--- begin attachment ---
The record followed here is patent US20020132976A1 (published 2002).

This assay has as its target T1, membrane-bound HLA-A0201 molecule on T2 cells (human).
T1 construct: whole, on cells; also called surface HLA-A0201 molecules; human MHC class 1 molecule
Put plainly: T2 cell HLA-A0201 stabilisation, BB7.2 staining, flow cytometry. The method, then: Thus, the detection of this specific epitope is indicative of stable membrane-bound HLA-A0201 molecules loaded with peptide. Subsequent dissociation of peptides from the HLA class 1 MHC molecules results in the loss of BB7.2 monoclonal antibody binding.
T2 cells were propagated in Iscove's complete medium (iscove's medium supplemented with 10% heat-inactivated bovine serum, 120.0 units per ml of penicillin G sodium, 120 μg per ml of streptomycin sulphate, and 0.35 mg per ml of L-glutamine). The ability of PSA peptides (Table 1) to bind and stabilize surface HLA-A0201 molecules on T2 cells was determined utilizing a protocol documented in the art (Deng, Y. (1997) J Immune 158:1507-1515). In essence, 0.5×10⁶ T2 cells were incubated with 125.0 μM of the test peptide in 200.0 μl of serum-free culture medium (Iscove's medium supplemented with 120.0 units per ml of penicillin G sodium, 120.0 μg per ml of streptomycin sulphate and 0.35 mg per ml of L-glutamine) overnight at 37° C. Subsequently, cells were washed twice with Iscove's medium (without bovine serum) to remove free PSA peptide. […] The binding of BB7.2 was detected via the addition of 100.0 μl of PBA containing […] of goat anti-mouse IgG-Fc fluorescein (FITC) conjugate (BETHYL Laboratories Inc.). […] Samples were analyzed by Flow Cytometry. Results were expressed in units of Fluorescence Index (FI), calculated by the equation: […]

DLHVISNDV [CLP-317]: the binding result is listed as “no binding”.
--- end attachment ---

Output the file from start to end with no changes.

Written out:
The record followed here is patent US20020132976A1 (published 2002).

This assay has as its target T1, membrane-bound HLA-A0201 molecule on T2 cells (human).
T1 construct: whole, on cells; also called surface HLA-A0201 molecules; human MHC class 1 molecule
Put plainly: T2 cell HLA-A0201 stabilisation, BB7.2 staining, flow cytometry. The method, then: Thus, the detection of this specific epitope is indicative of stable membrane-bound HLA-A0201 molecules loaded with peptide. Subsequent dissociation of peptides from the HLA class 1 MHC molecules results in the loss of BB7.2 monoclonal antibody binding.
T2 cells were propagated in Iscove's complete medium (iscove's medium supplemented with 10% heat-inactivated bovine serum, 120.0 units per ml of penicillin G sodium, 120 μg per ml of streptomycin sulphate, and 0.35 mg per ml of L-glutamine). The ability of PSA peptides (Table 1) to bind and stabilize surface HLA-A0201 molecules on T2 cells was determined utilizing a protocol documented in the art (Deng, Y. (1997) J Immune 158:1507-1515). In essence, 0.5×10⁶ T2 cells were incubated with 125.0 μM of the test peptide in 200.0 μl of serum-free culture medium (Iscove's medium supplemented with 120.0 units per ml of penicillin G sodium, 120.0 μg per ml of streptomycin sulphate and 0.35 mg per ml of L-glutamine) overnight at 37° C. Subsequently, cells were washed twice with Iscove's medium (without bovine serum) to remove free PSA peptide. […] The binding of BB7.2 was detected via the addition of 100.0 μl of PBA containing […] of goat anti-mouse IgG-Fc fluorescein (FITC) conjugate (BETHYL Laboratories Inc.). […] Samples were analyzed by Flow Cytometry. Results were expressed in units of Fluorescence Index (FI), calculated by the equation: […]

DLHVISNDV [CLP-317]: the binding result is listed as “no binding”.